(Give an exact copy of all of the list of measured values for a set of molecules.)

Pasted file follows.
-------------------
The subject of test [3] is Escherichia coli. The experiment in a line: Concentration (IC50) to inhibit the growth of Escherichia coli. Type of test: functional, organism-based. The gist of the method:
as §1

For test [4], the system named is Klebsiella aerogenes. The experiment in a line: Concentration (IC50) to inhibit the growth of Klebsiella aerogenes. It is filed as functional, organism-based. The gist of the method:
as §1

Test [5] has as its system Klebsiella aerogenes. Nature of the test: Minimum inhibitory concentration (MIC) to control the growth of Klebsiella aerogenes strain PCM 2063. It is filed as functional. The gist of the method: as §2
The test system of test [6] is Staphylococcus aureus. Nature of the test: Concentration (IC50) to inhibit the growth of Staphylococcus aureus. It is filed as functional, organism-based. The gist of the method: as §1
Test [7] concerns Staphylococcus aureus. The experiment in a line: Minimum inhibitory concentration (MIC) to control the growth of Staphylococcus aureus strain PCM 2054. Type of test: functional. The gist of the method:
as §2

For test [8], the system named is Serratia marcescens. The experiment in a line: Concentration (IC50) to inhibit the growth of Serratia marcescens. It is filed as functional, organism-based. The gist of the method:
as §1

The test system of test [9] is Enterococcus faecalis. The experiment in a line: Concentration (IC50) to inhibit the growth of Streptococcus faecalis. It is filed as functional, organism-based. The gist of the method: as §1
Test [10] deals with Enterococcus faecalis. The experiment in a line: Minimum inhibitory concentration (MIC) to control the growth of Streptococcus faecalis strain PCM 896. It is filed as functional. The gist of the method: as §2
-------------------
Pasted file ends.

The subject of test [3] is Escherichia coli. The experiment in a line: Concentration (IC50) to inhibit the growth of Escherichia coli. Type of test: functional, organism-based. The gist of the method:
as §1

For test [4], the system named is Klebsiella aerogenes. The experiment in a line: Concentration (IC50) to inhibit the growth of Klebsiella aerogenes. It is filed as functional, organism-based. The gist of the method:
as §1

Test [5] has as its system Klebsiella aerogenes. Nature of the test: Minimum inhibitory concentration (MIC) to control the growth of Klebsiella aerogenes strain PCM 2063. It is filed as functional. The gist of the method: as §2
The test system of test [6] is Staphylococcus aureus. Nature of the test: Concentration (IC50) to inhibit the growth of Staphylococcus aureus. It is filed as functional, organism-based. The gist of the method: as §1
Test [7] concerns Staphylococcus aureus. The experiment in a line: Minimum inhibitory concentration (MIC) to control the growth of Staphylococcus aureus strain PCM 2054. Type of test: functional. The gist of the method:
as §2

For test [8], the system named is Serratia marcescens. The experiment in a line: Concentration (IC50) to inhibit the growth of Serratia marcescens. It is filed as functional, organism-based. The gist of the method:
as §1

The test system of test [9] is Enterococcus faecalis. The experiment in a line: Concentration (IC50) to inhibit the growth of Streptococcus faecalis. It is filed as functional, organism-based. The gist of the method: as §1
Test [10] deals with Enterococcus faecalis. The experiment in a line: Minimum inhibitory concentration (MIC) to control the growth of Streptococcus faecalis strain PCM 896. It is filed as functional. The gist of the method: as §2